This project follows the same basic instructions as most in-ground garden ponds, but you’ll need to account for the depths and amount of swimming space that your turtle will need. You may even consider building ramps right into the build itself for your turtle to easily get in and out of the water, and shallow basking spots may also be appreciated. This pond has the potential to be done on a relatively small budget, and it will cost you far less than a concrete pond.

4. No Dig Pond by Hawk Hill

How to Build a No-Dig Backyard Pond
Image Credit: hawk-hill

Materials: Raised bed corner brackets, pressure-treated 2x6s, furring strips, rubber pond liner
Tools: Cordless drill, level, galvanized screws, tape measure
Difficulty Level: Difficult

If you don’t want to dig a hole in your backyard, this no-dig pond plan is a great option. However, it does require quite a bit of technical know-how, as well as comfort with the use of power tools. It also requires focus and willingness to not rush, especially since your measurements need to be exact to create a sturdy pond that will stay watertight.

You’ll be building the pond itself from scratch, so don’t expect this project to take an afternoon. The work will pay off, though! You have the ability to customize this pond to the perfect specifications of your space.

5. Pond with Waterfall from Mom Dot

Image By: momdot

Materials: Waterfall spillway, pavers, flat rocks, corrugated tubing, waterfall pump, pond liner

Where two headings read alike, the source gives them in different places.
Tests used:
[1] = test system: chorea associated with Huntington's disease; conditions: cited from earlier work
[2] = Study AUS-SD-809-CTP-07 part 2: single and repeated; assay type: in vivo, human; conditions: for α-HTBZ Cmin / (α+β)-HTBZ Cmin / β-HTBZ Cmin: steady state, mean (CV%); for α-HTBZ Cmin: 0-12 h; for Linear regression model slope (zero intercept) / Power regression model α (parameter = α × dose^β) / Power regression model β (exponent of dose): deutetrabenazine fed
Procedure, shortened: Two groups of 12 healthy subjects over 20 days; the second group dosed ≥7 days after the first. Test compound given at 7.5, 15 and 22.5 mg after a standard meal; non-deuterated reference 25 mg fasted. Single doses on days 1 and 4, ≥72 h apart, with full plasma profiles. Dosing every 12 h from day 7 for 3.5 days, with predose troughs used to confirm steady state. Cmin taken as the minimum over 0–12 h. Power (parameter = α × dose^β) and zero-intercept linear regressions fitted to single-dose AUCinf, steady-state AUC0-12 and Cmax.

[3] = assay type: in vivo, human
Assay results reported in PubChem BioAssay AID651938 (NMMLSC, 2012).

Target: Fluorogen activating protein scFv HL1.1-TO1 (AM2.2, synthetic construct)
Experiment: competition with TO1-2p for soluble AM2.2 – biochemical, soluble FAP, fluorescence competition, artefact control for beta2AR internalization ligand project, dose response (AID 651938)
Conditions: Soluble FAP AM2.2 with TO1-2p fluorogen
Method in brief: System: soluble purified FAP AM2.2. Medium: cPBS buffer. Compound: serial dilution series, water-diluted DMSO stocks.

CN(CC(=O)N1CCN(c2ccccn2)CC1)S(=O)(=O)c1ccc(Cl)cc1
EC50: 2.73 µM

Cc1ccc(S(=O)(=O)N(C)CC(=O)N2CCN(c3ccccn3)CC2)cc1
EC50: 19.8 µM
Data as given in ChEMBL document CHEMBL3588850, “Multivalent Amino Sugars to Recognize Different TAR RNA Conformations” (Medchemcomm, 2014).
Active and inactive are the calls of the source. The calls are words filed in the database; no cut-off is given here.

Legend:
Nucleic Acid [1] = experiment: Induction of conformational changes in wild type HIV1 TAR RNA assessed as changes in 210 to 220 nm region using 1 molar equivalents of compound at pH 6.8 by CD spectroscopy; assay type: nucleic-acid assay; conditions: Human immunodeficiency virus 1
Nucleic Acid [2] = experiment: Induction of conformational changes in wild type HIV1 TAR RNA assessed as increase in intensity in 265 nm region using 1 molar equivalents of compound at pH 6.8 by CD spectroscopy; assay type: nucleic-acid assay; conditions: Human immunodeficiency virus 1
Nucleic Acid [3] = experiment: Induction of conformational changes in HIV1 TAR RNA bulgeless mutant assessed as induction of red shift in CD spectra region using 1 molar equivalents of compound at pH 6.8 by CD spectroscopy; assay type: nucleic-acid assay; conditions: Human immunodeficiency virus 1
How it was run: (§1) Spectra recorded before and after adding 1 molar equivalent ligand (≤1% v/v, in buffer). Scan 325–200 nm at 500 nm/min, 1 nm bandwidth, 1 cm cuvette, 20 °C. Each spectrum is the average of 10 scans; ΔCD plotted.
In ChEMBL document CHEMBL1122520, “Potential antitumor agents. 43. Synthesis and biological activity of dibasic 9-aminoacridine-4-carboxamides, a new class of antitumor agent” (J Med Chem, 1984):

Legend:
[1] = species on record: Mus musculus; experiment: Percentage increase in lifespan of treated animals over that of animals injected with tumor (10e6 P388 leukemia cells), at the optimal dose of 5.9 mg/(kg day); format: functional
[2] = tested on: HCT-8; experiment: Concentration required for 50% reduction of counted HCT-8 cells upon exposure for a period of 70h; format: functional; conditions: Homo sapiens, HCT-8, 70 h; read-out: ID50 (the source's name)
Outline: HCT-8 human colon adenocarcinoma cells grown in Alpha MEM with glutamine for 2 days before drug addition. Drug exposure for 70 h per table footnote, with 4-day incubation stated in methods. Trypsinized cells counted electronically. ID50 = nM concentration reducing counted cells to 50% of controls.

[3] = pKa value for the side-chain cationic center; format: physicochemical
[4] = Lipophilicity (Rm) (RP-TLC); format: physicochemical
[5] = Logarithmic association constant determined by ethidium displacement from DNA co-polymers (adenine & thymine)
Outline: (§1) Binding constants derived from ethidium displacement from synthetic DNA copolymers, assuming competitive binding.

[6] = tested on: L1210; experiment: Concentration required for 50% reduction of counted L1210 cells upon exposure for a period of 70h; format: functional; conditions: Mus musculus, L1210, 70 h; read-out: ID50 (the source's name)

Tools: Shovel, scissors, water foam sealant
Difficulty Level: Difficult

If you want your turtle pond to have that certain je ne sais quoi, then this pond plan with a waterfall is just the thing. This follows basic in-ground pond plans, but when it’s all said and done, you’ll have an attractive pond with a water feature. This pond is pretty enough for your front yard but functional enough for your turtle enclosure. Just make sure to invest in a pump that can also filter the water or purchase a separate filtration system and use a basic waterfall pump to create the water feature.

6. Stock Tank Pond by AQUAPROS

Materials: Plastic stock tank, fountain pump, flat rocks, plastic screen
Tools: Water foam sealant
Difficulty Level: Moderate

If you’re on a tight budget and want an easy DIY, then this stock tank pond is the DIY of your dreams. Make sure to choose a plastic stock tank for this project. If you want to use a metal stock tank, you’ll need a pond liner to prevent rusting. If you’re smart about this project, you can potentially build a pond for your turtle for under $50. You might even have some of the materials laying around, like pumps and rocks.

While this project is pretty easy, it still requires some technical knowledge of how to set up pumps and build a waterfall or water feature with rocks and sealant.

turtle divider AH


Building a DIY pond for your turtle doesn’t have to be overly complicated, nor does it have to break the bank. If you don’t feel confident in your ability to put together a pond that is going to be safe, secure, and watertight, then it might be best to invest in the assistance of a professional. However, some of these plans are so simple that just about anyone can make them.

Just remember to make a pond that is appropriately sized for your turtle’s species, needs, and size.

Featured Image Credit: julialine, Shutterstock